The bacteria in foods that can make you sick grow quickly at room temperature – and even faster when the thermometer climbs to 90 degrees F (32 C) or so. Keeping foods cold discourages the bacteria from growing – and cooking foods destroys them – so the most basic rule is this: keep hot foods hot, and keep cold foods cold.

If you’re going to carry raw meat with you so you can grill it at the park or your campsite, pack your cooler carefully. Season or marinate the meat and put it in a tightly sealed plastic container or zippered plastic food storage bag, then keep it separated from any foods that are ready-to-eat in your cooler. You don’t want any of those raw meat juices dripping onto your fruits, veggies and side dishes. And, pack your cooler with plenty of ice or ice packs, so that everything stays nice and cold.

When it’s time to serve foods from the grill, check thick foods – like bone-in chicken pieces – to make sure they’re cooked all the way through before serving. Sometimes they cook quickly on the outside, but they’re still raw or undercooked in the middle. If you have a few hours before it’s time to grill, you can also partially cook chicken pieces in the microwave, then drop them in a zippered plastic bag with the marinade, and refrigerate. Since the chicken is partially cooked, it takes less time to finish it on the grill, it tends to cook more evenly, and it’s less likely to be dry.

Once your fish, meat or poultry comes off the grill, it might be tempting to dunk it back in the marinade – but don’t. Since the marinade was in contact with raw or undercooked meat, it could harbor some harmful bacteria that could cause illness.

When it comes to leftovers, an easy way to remember food storage guidelines is simple: two hours, two inches, four days – the numbers make up the “2-2-4 rule”.

Two hours is how long foods can safely stay at room temperature after you’ve taken them out of the oven or off the grill – or, in the case of cold foods, how long they can safely stay out of the refrigerator or cooler. But there’s an exception to this rule, too – the limit drops to just an hour if the outdoor temperature is 90 degrees F (32C) or higher. Once the time limit is reached, the food should be refrigerated or frozen. So, if you’re away from home, be sure to pack up your food and place it back in the cooler with your ice packs to keep them at a safe temperature.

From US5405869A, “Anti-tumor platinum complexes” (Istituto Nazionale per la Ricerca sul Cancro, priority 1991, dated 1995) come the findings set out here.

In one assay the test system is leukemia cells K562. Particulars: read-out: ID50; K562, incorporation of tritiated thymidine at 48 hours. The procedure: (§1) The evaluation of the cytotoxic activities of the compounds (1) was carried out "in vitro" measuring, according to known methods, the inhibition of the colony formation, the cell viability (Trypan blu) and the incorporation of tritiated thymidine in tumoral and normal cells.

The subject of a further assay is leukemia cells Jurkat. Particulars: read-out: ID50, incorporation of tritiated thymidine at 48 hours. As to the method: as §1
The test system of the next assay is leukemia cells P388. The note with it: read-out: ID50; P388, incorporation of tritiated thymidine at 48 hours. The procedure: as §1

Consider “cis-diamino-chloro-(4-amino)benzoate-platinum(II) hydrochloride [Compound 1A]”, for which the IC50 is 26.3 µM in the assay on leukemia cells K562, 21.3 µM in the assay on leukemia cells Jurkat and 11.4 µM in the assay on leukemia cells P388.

The two inch rule means that you should store leftover foods in shallow containers – no more than two inches thick – so they can cool evenly and quickly. If containers are too deep, it takes too long for the food in the middle to cool down.

The last rule says that you should use your refrigerated leftovers within four days – otherwise, you should toss them out. But picnic leftovers are pretty tasty – so chances are, they’ll be long gone before then.

Susan Bowerman is Director of Nutrition Training at Herbalife. Susan is a Registered Dietitian and a Board-Certified Specialist in Sports Dietetics.


Drink More Water: 7 Ways to Boost Your Intake


Water can be more refreshing when it’s cool.

Need to drink more water?  Try these tips for boosting your water intake every day.

“I should drink more water.” It’s something I hear from clients all the time. They know their water intake isn’t up to par – but they just can’t figure out how to drink more water than they usually do. When I ask people why they don’t drink enough water, I usually hear one of two things – many tell me that they just haven’t established a regular water-drinking habit, and lots of people I talk to say that they just “don’t like water.” I probably don’t need to remind you why drinking enough water is so important… but I’m going to anyway, because it might help “drive you to drink.”

Why it’s Important to Drink Enough Water

Your body is more water than it is anything else – about 60-70% of your body weight is water.   And the fluid in your body is involved in an amazing number of important tasks.  You need to drink enough water so that your body can properly digest your food and deliver nutrients to your cells – and to get rid of substances that your body doesn’t want. Without enough water, controlling body temperature would be a challenge, your joints would lack lubrication and your muscles would tire more quickly, too.  The bottom line is this:  every cell, tissue and organ needs water in order to function properly.

7 Tips to Help you Drink More Water

If you find it hard to drink enough water every day, here are some tips that might help you.

  • See it. It can be really helpful if you can actually see the amount of water you plan to drink and to track your progress over the course of the day.  Put the amount of water you plan to have in a pitcher on your kitchen counter or keep it at your desk.  It will serve as a reminder to drink more, and you’ll be motivated to sip on it as the day goes by – and meet your goal of finishing it.
  • Cool it. Cold water often seems more refreshing than room-temperature water.  Try stashing a bottle of water in your freezer, and carry it with you during the day.  It will stay cold for several hours, and you might be encouraged to drink more.
  • Wake up to it. “Morning mouth” is a reminder that most of us are naturally a bit dehydrated in the morning. So, keep a glass of water by your bed, and drink it first thing – before your feet even hit the floor.
  • Sip it. Try sipping through a straw.  Maybe it’s just more fun, maybe it’s that you take larger sips of water –  I don’t know why this works, but lots of people tell me that they drink more water when they use a straw.
  • Flavor it. Make your own spa water.  Add a slice of fresh lemon or lime, some cucumber, a few berries, some fresh mint or a slice of fresh ginger to your water.  It makes it feel special and adds a hint of refreshing flavor.
  • Eat it. Treat water like an appetizer and start your meals with a glass of water.  Not only will you work more water into your day, it might curb your appetite a bit, too.